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Satisfied Cu…, Home Buyer in Gulf Shores, AL

What is the difference between "Market" value and "Assessed", and why do listings show the amount of tax on the assessed value,?

Asked by Satisfied Customer, Gulf Shores, AL Sat Jul 28, 2012

which is low?

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In Baldwin County we have the appraised value which is based on recent sales. The assessed value is what you pay taxes on but here if it is a non-rental it is 10% of the appraised and 20% if you rent the property. Assessed means nothing to you as the buyer. If you have serious interest in a property you should contact a realtor to get a current reflection of past sales to get an idea of value.
1 vote Thank Flag Link Sat Jul 28, 2012
Thanks very much--that explains why a $130K house has an assessed value of around $13K. I couldn't figure that one out, and was afraid the $13K was some kind of an annual assessment like some folks have to pay for improvements to their HO or something like that.
Flag Sat Jul 28, 2012
Market value is determined by what has sold around a given property. For example, when doing a Comparative Market Analysis to assist a seller determine a fair list price or a buyer to determine a fair offer price, I look at what has sold within the last six to eight months in close proximity to the subject property, comparing on the basis of the home's style, location, size, number of bedrooms and baths, and amenities (pool, updated kitchen, fireplace) and acreage. Therefore, market value is determined by what has sold in the local market, which can vary from street to street.

As others have already said, assessed value is related to the taxing districts, with the counties usually being the one in charge of establishing this value. They look at the market, but not on an immediate basis. Therefore, because of the lag in updating assessments that can be years apart, some people were overpaying on their taxes in the last few years unless they protested and insisted on an updated assessment to reflect current market conditions. Obviously, the taxing districts aren't in any hurry to lower assessments since this lowers revenues. When the market starts going back up on a steady basis, be ready for assessed values to go up to match. (Funny how that works, isn't it!)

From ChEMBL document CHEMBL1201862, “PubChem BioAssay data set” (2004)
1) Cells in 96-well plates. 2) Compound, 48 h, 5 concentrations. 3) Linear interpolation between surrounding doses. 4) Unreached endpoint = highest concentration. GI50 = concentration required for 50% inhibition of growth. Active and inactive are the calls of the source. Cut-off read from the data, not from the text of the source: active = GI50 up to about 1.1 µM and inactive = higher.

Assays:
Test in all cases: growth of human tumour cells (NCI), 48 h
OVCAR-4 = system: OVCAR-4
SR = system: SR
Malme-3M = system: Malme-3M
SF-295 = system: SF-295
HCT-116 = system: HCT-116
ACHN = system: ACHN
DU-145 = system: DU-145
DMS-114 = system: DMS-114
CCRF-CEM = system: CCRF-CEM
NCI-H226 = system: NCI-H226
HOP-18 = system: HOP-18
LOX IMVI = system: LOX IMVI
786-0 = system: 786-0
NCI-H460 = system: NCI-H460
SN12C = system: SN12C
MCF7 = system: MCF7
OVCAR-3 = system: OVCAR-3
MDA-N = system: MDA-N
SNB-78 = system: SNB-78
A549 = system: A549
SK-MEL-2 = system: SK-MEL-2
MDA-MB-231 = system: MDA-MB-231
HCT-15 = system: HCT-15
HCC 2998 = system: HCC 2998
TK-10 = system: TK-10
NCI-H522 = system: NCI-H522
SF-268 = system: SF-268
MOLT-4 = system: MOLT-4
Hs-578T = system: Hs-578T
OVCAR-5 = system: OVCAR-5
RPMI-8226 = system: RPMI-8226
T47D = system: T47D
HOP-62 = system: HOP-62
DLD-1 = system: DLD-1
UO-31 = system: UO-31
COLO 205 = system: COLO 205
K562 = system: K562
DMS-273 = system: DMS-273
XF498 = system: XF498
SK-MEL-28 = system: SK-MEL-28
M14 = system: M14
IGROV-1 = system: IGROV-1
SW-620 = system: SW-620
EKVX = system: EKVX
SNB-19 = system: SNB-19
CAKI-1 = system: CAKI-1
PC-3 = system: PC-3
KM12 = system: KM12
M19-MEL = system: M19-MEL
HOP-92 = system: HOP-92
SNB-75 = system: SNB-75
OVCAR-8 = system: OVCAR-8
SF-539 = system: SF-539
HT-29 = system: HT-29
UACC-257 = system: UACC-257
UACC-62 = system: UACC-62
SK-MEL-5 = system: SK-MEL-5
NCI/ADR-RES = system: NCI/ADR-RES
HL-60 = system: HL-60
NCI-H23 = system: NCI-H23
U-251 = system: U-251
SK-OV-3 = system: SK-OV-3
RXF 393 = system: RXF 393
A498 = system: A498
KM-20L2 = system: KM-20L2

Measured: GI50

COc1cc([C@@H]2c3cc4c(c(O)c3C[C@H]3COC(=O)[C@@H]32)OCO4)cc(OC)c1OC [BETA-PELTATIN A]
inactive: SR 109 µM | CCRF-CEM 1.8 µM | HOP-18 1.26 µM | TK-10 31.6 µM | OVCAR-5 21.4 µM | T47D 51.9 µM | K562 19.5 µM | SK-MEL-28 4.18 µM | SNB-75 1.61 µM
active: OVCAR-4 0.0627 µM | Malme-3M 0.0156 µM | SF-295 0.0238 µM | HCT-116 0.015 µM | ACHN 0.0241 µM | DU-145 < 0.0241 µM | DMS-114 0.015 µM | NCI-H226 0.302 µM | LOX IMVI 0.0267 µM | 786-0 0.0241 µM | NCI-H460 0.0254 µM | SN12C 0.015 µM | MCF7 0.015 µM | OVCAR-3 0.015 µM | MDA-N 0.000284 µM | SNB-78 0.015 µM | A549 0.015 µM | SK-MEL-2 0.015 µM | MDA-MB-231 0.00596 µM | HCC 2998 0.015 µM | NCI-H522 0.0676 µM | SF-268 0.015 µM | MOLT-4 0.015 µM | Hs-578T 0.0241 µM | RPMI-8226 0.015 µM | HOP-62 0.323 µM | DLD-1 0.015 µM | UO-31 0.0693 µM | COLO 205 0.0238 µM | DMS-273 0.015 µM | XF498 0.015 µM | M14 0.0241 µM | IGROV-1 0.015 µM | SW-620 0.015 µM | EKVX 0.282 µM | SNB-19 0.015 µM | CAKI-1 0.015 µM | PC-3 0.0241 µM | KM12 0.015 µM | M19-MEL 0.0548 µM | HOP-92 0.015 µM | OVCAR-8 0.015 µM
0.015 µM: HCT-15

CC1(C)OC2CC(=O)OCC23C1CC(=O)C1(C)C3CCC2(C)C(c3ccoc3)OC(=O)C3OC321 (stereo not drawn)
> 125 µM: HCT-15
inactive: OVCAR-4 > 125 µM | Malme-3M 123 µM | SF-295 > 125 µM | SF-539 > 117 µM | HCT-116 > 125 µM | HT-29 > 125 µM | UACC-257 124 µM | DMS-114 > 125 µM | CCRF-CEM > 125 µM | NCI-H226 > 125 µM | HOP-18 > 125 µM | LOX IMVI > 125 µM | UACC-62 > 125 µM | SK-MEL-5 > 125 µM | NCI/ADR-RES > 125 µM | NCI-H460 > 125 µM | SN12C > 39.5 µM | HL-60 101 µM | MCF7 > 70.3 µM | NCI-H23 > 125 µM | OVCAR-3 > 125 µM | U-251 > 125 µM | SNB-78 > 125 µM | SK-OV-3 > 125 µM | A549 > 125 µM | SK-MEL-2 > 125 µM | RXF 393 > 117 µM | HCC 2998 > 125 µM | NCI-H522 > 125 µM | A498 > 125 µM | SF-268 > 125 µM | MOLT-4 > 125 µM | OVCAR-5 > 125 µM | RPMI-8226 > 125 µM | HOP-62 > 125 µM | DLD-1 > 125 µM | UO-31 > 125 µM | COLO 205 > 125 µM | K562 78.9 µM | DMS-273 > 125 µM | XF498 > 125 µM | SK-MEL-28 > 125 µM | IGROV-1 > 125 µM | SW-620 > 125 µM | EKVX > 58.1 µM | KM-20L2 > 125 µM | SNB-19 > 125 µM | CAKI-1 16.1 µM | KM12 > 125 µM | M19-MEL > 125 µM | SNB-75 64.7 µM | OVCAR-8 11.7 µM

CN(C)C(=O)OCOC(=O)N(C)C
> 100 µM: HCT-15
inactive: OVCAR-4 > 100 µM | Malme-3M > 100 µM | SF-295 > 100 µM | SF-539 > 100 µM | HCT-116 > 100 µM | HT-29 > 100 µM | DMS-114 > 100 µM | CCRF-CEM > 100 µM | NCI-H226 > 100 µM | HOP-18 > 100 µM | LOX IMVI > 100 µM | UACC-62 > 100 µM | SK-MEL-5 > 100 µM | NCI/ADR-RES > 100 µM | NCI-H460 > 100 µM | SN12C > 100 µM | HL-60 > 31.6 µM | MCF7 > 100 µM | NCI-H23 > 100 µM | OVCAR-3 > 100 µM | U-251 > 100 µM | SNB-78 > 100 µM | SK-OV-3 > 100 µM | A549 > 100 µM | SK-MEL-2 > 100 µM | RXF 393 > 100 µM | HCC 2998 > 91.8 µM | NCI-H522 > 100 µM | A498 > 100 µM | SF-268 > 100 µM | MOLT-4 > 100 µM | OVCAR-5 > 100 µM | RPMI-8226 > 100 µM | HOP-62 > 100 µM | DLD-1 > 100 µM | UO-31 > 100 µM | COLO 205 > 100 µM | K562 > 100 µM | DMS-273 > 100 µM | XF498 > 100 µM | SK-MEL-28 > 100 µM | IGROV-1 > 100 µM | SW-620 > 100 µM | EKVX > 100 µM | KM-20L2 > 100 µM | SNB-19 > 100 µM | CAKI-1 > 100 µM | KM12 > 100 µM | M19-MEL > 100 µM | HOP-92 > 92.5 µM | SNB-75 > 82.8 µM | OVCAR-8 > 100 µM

Is there a specific property you are trying to determine value for in order to put on the market or to purchase? If you're working with a Realtor, ask for CMA. If not, I'd be happy to assist you.
0 votes Thank Flag Link Sat Jul 28, 2012
The "Assessed" value is determined by an appraiser from the county's property tax division. Properties are typically only re-assessed every few years.

"Market" value would be determined by the buyer's appraiser that is ordered by the lender. The apprasier will used like homes which have closed in the last 90 to 365 days. That is the value the lender will use for the mortgage calculations.

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0 votes Thank Flag Link Sat Jul 28, 2012
Counties here, like the State, have no say about Market Value. It fluctuates up and down independently of any legal entities, and operates strictly upon the law of supply and demand. Assessed value moves up (or, conceiveably, down, much more slowly and is set by the taxing district (Towns here) as a way to try to make taxes more fair, the idea being that those with the nicer properties should pay more in taxes, and vice versa. It works better sometimes than others. The Assessed Value changes, at the most, yearly. But far more often only once every few years. It's response to changing markets lags greatly and, really it's purpose is not to accurate reflect Market Value but to provide a measure of fairness ion property taxes. This lag explains why (adjusted) Assessed Values are often far less than Market Value and why, once in a while, they are higher.
0 votes Thank Flag Link Sat Jul 28, 2012
Market value is what the county says the home is worth based on sales in the area.
Assessed value is what the county says you will pay taxes on.
0 votes Thank Flag Link Sat Jul 28, 2012
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